One year later- student voices

Designed+by+Magnet+staff%0AThe+Magnet+staff+has+opinions+on+the+progress+of+OHS+regarding+race.

Designed by Magnet staff The Magnet staff has opinions on the progress of OHS regarding race.

Magnet Feature Staff, Writer

Editor’s Note: This is part two of a three-part series about the changes OHS has experienced in the past year since the lockdown on  Feb. 11, 2019. This article is not a comprehensive summary of the whole event; whereas the focus is on administrative action and school-wide changes.

Feb. 11 marked the one year after the major OHS lockdown, which shook the foundation of Owatonna High School and the community as a whole. The student body felt this fully and has spent the year processing it. The OHS Magnet staff interviewed students of color at OHS about what has changed and what the school and community can do to help make all students feel welcome.

During the course of the lockdown, many students were filed into the gymnasium. This was a result of reaction to a racist social media posts. The lockdown took place during the third period, around noon – 2 p.m. Traumatic events took place for many students while inside of the gymnasium. Those who were in the gym have separate experiences and often feel stronger emotions when the events of the lockdown are mentioned. This means that when asked how certain students feel the racial climate of OHS is the responses were scattered.

Student Perception

Because of the events on Feb. 11, some students of color have reported a harder time feeling comfortable, trusting and integrating with white students. In other cases, some students feel normal and feel as though nothing much has changed. When asked how he feels about the 2019-2020 school year, a sophomore boy said, “It’s gone pretty normal, nothing really big, no big changes.” 

However, some students would like to discuss more racial issues taking place in the school and some students have ideas as to what the administration should do. One junior boy said, ”Maybe they should start having in-class discussions about how black students feel and how white students should act when it comes to racial topics. In general, the topic of racism should be discussed more in class.”

Some students report a positive change in the environment at OHS. A senior girl said, “Since I’ve been working with a lot of the teachers and the principals, I would say they have come far, a long way, of just trying to learn and understand kids with different backgrounds and ethnicities, and they have been working very hard to get to know their students.”

Since I’ve been working with a lot of the teachers and the principals, I would say they have come far, a long way, of just trying to learn and understand kids with different backgrounds and ethnicities, and they have been working very hard to get to know their students.”

Freshmen this year didn’t know what to expect because of what happened last year. Coming in as a freshman is hard enough, but coming into the high school not knowing what the lingering effects of such a drastic event are can induce some unneeded anxiety. A freshman boy said, ”Hopefully we don’t have another lockdown.” He later said, “So far, the high school seems good, but I can still tell there’s some racial issue.”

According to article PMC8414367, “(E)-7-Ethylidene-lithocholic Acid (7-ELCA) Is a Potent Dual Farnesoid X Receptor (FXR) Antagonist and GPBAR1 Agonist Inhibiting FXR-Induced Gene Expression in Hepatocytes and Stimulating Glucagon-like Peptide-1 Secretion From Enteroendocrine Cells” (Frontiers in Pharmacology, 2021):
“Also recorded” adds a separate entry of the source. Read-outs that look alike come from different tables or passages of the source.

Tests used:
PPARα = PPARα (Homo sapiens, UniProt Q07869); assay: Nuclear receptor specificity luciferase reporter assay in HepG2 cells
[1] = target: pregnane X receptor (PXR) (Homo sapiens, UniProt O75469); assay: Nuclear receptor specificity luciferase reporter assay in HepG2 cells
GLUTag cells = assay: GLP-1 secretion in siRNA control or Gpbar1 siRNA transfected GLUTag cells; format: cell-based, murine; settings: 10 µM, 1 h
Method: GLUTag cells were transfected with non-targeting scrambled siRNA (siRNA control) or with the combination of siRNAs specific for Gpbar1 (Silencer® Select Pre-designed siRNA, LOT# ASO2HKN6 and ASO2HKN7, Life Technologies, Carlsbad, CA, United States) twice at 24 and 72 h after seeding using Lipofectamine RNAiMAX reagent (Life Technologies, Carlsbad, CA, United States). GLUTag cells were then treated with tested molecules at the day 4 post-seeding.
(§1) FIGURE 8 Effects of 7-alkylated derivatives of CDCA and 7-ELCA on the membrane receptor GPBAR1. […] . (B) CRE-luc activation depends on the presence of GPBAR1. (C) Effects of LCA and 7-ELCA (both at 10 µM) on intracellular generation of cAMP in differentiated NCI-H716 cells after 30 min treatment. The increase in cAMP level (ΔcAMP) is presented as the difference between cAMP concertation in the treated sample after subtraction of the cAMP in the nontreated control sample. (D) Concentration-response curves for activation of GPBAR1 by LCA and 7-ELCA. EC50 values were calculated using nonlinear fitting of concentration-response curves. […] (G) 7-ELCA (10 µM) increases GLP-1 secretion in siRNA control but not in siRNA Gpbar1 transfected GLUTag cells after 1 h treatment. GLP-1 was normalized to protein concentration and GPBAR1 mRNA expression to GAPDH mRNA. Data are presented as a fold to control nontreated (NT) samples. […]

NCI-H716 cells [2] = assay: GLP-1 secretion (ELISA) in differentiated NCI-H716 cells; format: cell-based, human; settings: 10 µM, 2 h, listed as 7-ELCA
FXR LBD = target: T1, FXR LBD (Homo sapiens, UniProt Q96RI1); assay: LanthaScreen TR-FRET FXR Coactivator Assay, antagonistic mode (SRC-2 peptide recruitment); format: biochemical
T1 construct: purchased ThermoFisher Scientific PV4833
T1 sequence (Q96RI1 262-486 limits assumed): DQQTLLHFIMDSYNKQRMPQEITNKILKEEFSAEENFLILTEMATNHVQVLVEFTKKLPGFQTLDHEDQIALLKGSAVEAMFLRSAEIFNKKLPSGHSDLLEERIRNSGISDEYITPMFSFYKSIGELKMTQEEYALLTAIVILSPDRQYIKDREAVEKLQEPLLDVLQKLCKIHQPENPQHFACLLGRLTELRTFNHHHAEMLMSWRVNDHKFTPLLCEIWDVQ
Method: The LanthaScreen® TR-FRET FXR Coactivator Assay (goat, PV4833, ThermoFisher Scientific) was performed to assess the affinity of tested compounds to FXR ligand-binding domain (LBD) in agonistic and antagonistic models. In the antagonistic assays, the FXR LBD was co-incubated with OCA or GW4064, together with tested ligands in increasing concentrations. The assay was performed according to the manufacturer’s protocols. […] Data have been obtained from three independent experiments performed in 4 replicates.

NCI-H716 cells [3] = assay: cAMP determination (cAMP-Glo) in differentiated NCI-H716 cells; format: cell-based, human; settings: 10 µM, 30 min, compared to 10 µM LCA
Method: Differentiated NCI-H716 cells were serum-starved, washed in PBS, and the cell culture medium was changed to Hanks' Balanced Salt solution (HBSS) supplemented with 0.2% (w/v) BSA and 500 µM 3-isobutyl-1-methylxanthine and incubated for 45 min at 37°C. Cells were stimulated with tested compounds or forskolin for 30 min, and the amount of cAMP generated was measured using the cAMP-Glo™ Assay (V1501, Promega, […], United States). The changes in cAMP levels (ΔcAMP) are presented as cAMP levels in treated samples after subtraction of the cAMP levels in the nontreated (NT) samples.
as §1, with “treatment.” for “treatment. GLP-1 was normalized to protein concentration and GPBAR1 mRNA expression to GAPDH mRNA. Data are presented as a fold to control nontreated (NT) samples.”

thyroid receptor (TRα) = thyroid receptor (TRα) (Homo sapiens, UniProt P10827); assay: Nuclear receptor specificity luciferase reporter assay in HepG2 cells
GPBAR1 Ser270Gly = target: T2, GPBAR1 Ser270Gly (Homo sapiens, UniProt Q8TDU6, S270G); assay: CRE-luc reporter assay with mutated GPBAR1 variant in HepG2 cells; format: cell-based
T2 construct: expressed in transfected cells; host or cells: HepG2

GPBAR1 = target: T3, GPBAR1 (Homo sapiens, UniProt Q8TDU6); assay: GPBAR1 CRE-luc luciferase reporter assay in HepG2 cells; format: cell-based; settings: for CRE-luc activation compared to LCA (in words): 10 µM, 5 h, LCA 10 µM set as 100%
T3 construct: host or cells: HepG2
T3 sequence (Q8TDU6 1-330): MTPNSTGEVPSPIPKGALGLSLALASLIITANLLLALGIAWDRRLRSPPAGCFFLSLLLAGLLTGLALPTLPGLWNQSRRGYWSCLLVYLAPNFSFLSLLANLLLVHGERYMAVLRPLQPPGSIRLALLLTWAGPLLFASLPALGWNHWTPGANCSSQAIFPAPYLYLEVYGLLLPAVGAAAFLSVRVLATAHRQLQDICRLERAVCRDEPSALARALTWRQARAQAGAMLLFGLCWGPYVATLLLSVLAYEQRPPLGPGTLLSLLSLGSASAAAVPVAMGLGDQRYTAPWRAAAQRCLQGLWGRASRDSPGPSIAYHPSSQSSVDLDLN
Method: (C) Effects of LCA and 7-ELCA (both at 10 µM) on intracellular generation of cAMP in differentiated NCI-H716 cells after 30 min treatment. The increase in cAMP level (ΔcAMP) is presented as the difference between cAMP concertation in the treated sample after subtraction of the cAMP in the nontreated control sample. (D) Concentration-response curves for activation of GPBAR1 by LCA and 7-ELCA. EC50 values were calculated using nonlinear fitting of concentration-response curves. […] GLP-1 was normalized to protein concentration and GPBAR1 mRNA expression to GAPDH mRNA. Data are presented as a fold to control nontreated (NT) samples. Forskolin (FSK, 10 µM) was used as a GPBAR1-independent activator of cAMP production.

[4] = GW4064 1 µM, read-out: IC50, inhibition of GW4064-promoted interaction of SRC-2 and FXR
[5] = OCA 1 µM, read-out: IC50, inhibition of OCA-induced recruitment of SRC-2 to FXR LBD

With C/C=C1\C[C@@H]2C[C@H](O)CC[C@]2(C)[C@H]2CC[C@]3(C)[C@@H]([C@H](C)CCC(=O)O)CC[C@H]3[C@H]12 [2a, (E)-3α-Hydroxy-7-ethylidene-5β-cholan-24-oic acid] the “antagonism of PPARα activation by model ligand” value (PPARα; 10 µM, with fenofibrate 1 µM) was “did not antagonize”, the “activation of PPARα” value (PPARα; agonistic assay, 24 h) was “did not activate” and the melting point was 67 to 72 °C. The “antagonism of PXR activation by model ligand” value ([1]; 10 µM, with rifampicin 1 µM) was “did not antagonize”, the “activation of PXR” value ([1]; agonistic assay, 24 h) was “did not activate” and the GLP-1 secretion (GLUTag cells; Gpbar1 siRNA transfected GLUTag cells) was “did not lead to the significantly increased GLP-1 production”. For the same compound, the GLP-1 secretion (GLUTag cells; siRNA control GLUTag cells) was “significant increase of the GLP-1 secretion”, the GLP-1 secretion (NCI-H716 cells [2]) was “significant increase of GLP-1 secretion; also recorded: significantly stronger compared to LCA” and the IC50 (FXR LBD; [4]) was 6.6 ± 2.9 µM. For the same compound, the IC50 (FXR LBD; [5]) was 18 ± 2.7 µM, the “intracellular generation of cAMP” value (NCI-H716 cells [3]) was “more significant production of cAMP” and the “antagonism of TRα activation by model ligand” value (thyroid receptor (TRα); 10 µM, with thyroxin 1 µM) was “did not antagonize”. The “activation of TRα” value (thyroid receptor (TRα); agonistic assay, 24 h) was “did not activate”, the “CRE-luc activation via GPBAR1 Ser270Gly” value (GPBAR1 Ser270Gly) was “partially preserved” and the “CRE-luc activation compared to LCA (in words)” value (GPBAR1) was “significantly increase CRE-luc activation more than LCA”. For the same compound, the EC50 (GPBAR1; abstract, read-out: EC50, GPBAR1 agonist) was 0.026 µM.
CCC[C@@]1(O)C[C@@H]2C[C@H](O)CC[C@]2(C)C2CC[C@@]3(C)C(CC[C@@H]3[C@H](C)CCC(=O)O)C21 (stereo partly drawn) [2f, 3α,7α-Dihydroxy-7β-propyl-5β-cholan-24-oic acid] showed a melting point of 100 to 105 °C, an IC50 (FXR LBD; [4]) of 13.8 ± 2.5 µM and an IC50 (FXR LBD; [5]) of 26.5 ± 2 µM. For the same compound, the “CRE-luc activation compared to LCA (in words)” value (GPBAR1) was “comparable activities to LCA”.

Student Leadership

Some students think the administration has taken action and made positive changes to help students of color feel safe wherever they are. Students have some other ideas as to how the administration could improve the racial climate of OHS. A sophomore boy said, “I think that they could introduce new activities that everyone would be interested in so more people mix.” Although there isn’t much for “activities,” there are options for students to attend weekly lunch meetings, as well as clubs called Diversity Inclusion Group (DIG) advised by Mr. Jeremy Wood and Mr. Will Fish. Mr. Fish was the one who helped some students create DIG, and served as an adviser last year.  Mr. Wood took over this year. Their key purpose and focus is to discuss racial issues that go around in our school and in the community. As an adviser, Mr. Wood is in charge of organizing and scheduling meetings. Mr. Wood said, “One of the things DIG created was an incident report form for students to be able to share with the administration when they have racial encounters.”

I think that they could introduce new activities that everyone would be interested in so more people mix.”

DIG is currently planning events for both the middle school and high school students. Senior Night was created for the Muslim students because Ramadan prohibits them from attending prom; however, it’s not limited to Muslim students. All OHS seniors are able to attend senior night regardless of ethnicity or religion. There’s going to be a dance, games and food.  A senior girl said, ’’We also are gonna create a senior night a new tradition, so I don’t know if you have heard that, but we’re working on that with Mr. Elstad and a couple of other teachers in the school.”  

There is another student group at OHS titled the Mixed Roots group. This group has been celebrating different cultures for many years. They are in charge of multicultural nights and other miscellaneous events meant to celebrate all ethnicities. DIG is a discussion group with the intent on helping reduce racism in our community and our school, while the Mixed Roots group’s intent is to celebrate all cultures and ethnicities. Mixed Roots is currently planning a multicultural night.

OHS encourages students to come forward with more ideas to help make students and their community members feel safe and welcome. Students can get involved through the Mixed Roots group, DIG, and lunch meetings with the administration as well as students.